I finished my second Deer and Doe Chardon Skirt last weekend – this time with the contrast band at the bottom. I really love this easy-to-make pattern. And if you use fabric that’s medium heavy, you can put things in your pockets and it doesn’t disrupt the line of the skirt. I’ve put my smartphone (with case) in my pocket and I couldn’t tell it was in there. If you use medium-heavy fabric, it will take the weight of keys, smartphones, etc. in your pockets. The waistline won’t be weighted down.
I like that the skirt is a little stiff because the fabric (organic cotton/hemp blend) has a bit of heft to it. Using a heavier fabric lets you see how full the skirt really is. BUT if you use heavier fabric, you should use a lighter weight fabric for the facing or the fabric at the waist will be really thick (see my post on my first Chardon Skirt). And if you use lightweight fabric, it will be a bit droopy. (You can buy this pattern here.)
Side note: When I showed it to my husband, he said in a surprised voice: “You made that?”
“Yes, I did,” I replied. He said it was one of the best things I’ve made. Hmmmm – guess he likes the fabric and the pleats or maybe he doesn’t remember the things I made last year…
I made the version with the contrast band because I only had 1 1/4 yards of this black-and-white print. I bought this solid black cotton twill at Stonemountain and Daughter Fabrics to make another black Chardon skirt with a contrast band using leftover fabric from the colorful print of my first Chardon, which is made from cotton twill with lycra. (My top is RTW from Ann Taylor Loft.)
However, this black-and-white print does not have any stretch in it. After I attached the contrast band, I was a little worried because it looked like the seam might not lay flat. But after pressing it, it looked fine (whew!). Should you avoid sewing fabric without stretch to fabric with stretch?
The pattern calls for a regular zipper in the center back. I used an invisible zipper because I have a bunch of them lying around. But in retrospect, I should have moved the zipper to the side because the zipper pull is just hanging out there in the center. :/ I’ll do that with the next Chardon, which I’ve already cut so it will have a seam in the center back but I’ll put the zipper on the side.
For this version, I came in about 3/8 of an inch on the center back seam but then I began to worry that that would take out too much ease. My first Chardon seemed to have a tad too much ease, maybe because of the lycra in the fabric? So instead of lining up my invisible zipper to the 5/8 seam line, I just lined the edge of the zipper with the edge of the fabric and that worked. The fit it perfect.
Here’s a close-up of the back. Isn’t this print interesting? It makes me think of bobbing up and down in the waves or something. And any pattern matching is completely by accident. I got this fabric on my brief trip to Seattle last spring (which I have not blogged about). I was in the area to go to Port Townsend to attend my younger sister’s graduation from art school (she got her MFA!).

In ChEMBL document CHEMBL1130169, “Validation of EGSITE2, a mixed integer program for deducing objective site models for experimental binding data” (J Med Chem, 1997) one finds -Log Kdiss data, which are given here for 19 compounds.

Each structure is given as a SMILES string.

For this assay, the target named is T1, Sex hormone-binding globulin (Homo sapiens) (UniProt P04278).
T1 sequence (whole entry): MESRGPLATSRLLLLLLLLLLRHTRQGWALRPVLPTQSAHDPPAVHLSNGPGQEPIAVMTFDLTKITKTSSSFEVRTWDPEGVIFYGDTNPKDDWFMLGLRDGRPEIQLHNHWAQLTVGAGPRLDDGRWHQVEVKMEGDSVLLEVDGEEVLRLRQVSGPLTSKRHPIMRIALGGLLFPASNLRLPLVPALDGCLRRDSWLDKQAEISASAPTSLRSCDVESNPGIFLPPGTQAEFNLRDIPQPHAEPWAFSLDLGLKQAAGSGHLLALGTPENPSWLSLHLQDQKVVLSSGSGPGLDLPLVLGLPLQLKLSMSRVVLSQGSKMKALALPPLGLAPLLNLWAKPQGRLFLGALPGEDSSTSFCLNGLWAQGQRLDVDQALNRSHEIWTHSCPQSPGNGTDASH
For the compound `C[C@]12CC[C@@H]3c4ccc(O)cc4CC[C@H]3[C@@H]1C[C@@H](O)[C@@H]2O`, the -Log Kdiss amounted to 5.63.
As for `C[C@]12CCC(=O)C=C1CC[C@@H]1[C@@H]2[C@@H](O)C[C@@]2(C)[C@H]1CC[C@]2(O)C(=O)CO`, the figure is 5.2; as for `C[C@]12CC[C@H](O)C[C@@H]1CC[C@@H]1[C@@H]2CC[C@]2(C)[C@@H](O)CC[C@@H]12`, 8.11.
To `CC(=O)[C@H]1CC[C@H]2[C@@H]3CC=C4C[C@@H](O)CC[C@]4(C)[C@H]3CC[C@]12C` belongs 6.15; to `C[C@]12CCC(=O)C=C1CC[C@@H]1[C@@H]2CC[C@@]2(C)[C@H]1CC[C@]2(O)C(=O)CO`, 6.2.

Before my trip, I asked MaLora, who I follow on IG and Twitter, if she had any fabric shop recommendations. (MaLora lives near Seattle and blogs about stuff she makes at Bird and Bicycle.) She kindly directed me to a great store – District Fabric in the Fremont neighborhood as well as a yummy sandwich place for lunch called Homegrown. At District Fabric I found this 1 1/4 yard piece remnant priced at $10. (A couple of weeks ago I discovered that Stonemountain & Daughter Fabrics in Berkeley carries this fabric for $19/yard. If I knew I could get more of the fabric, maybe I would have made a longer version or one without the contrast band.)
And here’s another front view of the skirt.
And the other side.
Note on the photo shoot: I used the timer on my Sony cybershot digital camera, which was on a tripod. These photos were taking in Berkeley on the sidewalk near the parking lot of a laundromat. That dryer/fabric softener smell was in the air. The sun was setting so the lighting isn’t the best. I like that red door though!
And the inside view of the pleats, facing, and part of the pockets. For the facing I used some lightweight black cotton fabric and fused some lightweight black woven interfacing to it. I understitched my facing. The pattern instructions do not mention understitching. I recommend doing that to help keep the facing in place. I also tacked the facing to the pleat in the front and at the side seams to make sure it stays down.
And here’s my hidden detail – striped bias tape to finish the hem! I got this bias tape at Britex Fabrics. They have all kinds of bias tape in addition to the usual Wrights solid-color bias tape – stripes, knits, silk, you name it.
Note on my hat: Before I left the apartment, I let Mr. C Sews be my hat consultant. I tried on about four other black hats, a beret, and a red hat before we agreed on this black wool beret, which I got a few years ago at Loehmann’s (RIP). He rejected my black velvet vintage hat as too formal and the others as not the right shape. We both agreed on this hat so that’s what I wore.
Do you like pleats on skirts? I used to avoid them until this pattern. My next Chardon Skirt will be using a Dutch wax print and then I’ll make a black Chardon. I love wearing them to work.